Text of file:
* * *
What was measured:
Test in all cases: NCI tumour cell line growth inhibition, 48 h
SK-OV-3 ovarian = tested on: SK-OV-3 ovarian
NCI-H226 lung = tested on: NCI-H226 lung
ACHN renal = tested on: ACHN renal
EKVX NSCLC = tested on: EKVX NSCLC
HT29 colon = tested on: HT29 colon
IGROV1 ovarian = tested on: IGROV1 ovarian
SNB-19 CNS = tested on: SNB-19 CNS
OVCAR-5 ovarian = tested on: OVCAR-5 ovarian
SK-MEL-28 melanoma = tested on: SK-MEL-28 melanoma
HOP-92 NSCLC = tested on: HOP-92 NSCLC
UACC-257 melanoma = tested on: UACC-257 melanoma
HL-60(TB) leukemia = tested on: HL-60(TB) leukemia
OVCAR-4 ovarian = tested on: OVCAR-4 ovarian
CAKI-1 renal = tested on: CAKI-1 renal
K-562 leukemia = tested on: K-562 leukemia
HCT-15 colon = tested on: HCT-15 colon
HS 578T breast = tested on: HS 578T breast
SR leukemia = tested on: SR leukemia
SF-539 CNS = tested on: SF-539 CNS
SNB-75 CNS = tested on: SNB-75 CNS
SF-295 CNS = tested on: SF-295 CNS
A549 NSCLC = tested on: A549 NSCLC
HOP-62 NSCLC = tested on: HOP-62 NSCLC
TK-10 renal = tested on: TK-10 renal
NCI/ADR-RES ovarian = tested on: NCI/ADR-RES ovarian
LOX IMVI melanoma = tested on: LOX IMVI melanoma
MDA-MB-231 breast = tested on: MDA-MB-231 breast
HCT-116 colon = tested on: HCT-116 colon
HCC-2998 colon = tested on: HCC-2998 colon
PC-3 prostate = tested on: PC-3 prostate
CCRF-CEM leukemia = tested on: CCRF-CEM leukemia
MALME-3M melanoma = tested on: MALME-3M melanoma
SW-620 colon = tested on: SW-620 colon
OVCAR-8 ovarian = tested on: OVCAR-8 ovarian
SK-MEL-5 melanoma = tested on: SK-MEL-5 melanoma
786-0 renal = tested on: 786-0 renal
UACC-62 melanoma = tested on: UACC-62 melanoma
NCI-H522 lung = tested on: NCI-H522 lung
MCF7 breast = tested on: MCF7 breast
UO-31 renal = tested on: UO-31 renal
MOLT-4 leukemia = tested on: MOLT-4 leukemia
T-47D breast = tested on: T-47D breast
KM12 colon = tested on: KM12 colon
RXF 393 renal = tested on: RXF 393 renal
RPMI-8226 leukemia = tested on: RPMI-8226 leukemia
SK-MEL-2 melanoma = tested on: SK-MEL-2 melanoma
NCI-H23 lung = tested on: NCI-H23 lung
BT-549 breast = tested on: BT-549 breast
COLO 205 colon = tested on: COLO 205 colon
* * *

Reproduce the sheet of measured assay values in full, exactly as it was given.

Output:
What was measured:
Test in all cases: NCI tumour cell line growth inhibition, 48 h
SK-OV-3 ovarian = tested on: SK-OV-3 ovarian
NCI-H226 lung = tested on: NCI-H226 lung
ACHN renal = tested on: ACHN renal
EKVX NSCLC = tested on: EKVX NSCLC
HT29 colon = tested on: HT29 colon
IGROV1 ovarian = tested on: IGROV1 ovarian
SNB-19 CNS = tested on: SNB-19 CNS
OVCAR-5 ovarian = tested on: OVCAR-5 ovarian
SK-MEL-28 melanoma = tested on: SK-MEL-28 melanoma
HOP-92 NSCLC = tested on: HOP-92 NSCLC
UACC-257 melanoma = tested on: UACC-257 melanoma
HL-60(TB) leukemia = tested on: HL-60(TB) leukemia
OVCAR-4 ovarian = tested on: OVCAR-4 ovarian
CAKI-1 renal = tested on: CAKI-1 renal
K-562 leukemia = tested on: K-562 leukemia
HCT-15 colon = tested on: HCT-15 colon
HS 578T breast = tested on: HS 578T breast
SR leukemia = tested on: SR leukemia
SF-539 CNS = tested on: SF-539 CNS
SNB-75 CNS = tested on: SNB-75 CNS
SF-295 CNS = tested on: SF-295 CNS
A549 NSCLC = tested on: A549 NSCLC
HOP-62 NSCLC = tested on: HOP-62 NSCLC
TK-10 renal = tested on: TK-10 renal
NCI/ADR-RES ovarian = tested on: NCI/ADR-RES ovarian
LOX IMVI melanoma = tested on: LOX IMVI melanoma
MDA-MB-231 breast = tested on: MDA-MB-231 breast
HCT-116 colon = tested on: HCT-116 colon
HCC-2998 colon = tested on: HCC-2998 colon
PC-3 prostate = tested on: PC-3 prostate
CCRF-CEM leukemia = tested on: CCRF-CEM leukemia
MALME-3M melanoma = tested on: MALME-3M melanoma
SW-620 colon = tested on: SW-620 colon
OVCAR-8 ovarian = tested on: OVCAR-8 ovarian
SK-MEL-5 melanoma = tested on: SK-MEL-5 melanoma
786-0 renal = tested on: 786-0 renal
UACC-62 melanoma = tested on: UACC-62 melanoma
NCI-H522 lung = tested on: NCI-H522 lung
MCF7 breast = tested on: MCF7 breast
UO-31 renal = tested on: UO-31 renal
MOLT-4 leukemia = tested on: MOLT-4 leukemia
T-47D breast = tested on: T-47D breast
KM12 colon = tested on: KM12 colon
RXF 393 renal = tested on: RXF 393 renal
RPMI-8226 leukemia = tested on: RPMI-8226 leukemia
SK-MEL-2 melanoma = tested on: SK-MEL-2 melanoma
NCI-H23 lung = tested on: NCI-H23 lung
BT-549 breast = tested on: BT-549 breast
COLO 205 colon = tested on: COLO 205 colon